MVB to Rufus King, 2 May 1823

MVB to Rufus King, 2 May 1823


My dear Sir,

Yours of the 28th. I have this day received. If as you supposed you owed any duty to the public in relation to this matter, it appears to me that what you have already done, amounts to a full discharge of it, as it certainly does in the most ample manner of the claims of private friendship. With the President I do not see that any farther communication can with propriety be had; & Mr. As disposition needs no improvement. The conduct of the latter gentleman has made a very favourable impression on my mind, of which I hope some day to be able to give him suitable proof. On the subject of the Caucus proceedings, I can only say that the circumstance, that their tendency and design does not accord with the views of two of my best friends, (yourself & the Secty of the navy) is & has throughout been to me a source of sincere regret. But it was unavoidable. I had taken my stand unreservedly on the Presidential question, & it would not have been proper or creditable to me, to have halted on account of the new situation in which I had unexpectedly been placed, nor do I believe that such would be a ^the^ course you would have advised. The Caucus, & the expression of Sentiment they made, was deemed a necessary commencement of the measures proper to be adopted to secure the end in view. It was not held until the day but one before the rising of the Legislature, & you will admit that the manner & form of their proceedings are at least unexceptionable.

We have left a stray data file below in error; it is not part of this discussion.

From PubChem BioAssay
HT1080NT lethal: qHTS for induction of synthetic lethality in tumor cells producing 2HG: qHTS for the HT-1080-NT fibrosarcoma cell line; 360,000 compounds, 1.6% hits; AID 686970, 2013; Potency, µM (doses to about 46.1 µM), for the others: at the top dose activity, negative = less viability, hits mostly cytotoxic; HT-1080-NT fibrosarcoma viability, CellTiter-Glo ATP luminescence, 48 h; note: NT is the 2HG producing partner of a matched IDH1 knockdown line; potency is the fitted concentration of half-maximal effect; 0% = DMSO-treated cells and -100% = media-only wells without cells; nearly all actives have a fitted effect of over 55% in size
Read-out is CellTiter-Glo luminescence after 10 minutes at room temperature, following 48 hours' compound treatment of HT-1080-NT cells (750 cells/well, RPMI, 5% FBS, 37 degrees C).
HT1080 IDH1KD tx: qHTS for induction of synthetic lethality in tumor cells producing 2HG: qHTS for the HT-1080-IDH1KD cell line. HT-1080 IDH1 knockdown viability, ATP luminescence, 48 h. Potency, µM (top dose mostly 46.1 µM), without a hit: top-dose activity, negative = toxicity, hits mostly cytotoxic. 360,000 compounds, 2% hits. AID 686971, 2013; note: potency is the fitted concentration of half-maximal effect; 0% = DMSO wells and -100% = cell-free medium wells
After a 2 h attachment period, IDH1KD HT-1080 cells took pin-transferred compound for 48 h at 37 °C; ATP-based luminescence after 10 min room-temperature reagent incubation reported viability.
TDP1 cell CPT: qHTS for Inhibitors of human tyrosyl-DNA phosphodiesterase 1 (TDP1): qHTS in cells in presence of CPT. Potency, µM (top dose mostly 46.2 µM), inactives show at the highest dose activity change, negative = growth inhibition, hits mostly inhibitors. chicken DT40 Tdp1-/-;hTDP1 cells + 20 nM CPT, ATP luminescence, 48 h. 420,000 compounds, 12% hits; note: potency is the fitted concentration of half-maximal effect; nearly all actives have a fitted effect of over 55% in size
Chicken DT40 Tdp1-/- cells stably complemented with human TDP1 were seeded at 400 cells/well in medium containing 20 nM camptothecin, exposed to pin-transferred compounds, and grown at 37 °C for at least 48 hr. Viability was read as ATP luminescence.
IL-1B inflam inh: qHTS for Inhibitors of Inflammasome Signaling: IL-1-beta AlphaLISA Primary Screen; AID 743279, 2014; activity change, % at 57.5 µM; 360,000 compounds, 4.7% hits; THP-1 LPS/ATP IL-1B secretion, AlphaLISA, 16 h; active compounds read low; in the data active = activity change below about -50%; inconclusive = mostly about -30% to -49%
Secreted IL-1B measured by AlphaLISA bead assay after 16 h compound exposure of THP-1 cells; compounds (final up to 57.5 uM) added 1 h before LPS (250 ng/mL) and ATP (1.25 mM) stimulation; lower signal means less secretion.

I do not know my dear Sir what more I can say upon this Subject. I had looked to the State of things, we supposed we had reason to expect, as one, which would effectually prevent the possibility of future collision between us, & you will I know believe me when I say, that, that was very far from being the least pleasant view in which the subject presented itself to me. I infer from Mr As. letter that a different course is most probably designed, & I must continue my labours in the Vineyard, which I shall do with undiminished good humour, & in doing so shall rely on that liberality, of which I have had such abundant proof, as my security agt. the loss of your respect & esteem. I send you a copy of the letter I wrote in answer to the Secretary of the navy & which I hope will meet your approbation & also one I recd. from him in reply to it.

Yours faithfully


Editorial Process Complete
Editorial Note:

Printed in King, Correspondence, 6:528-529.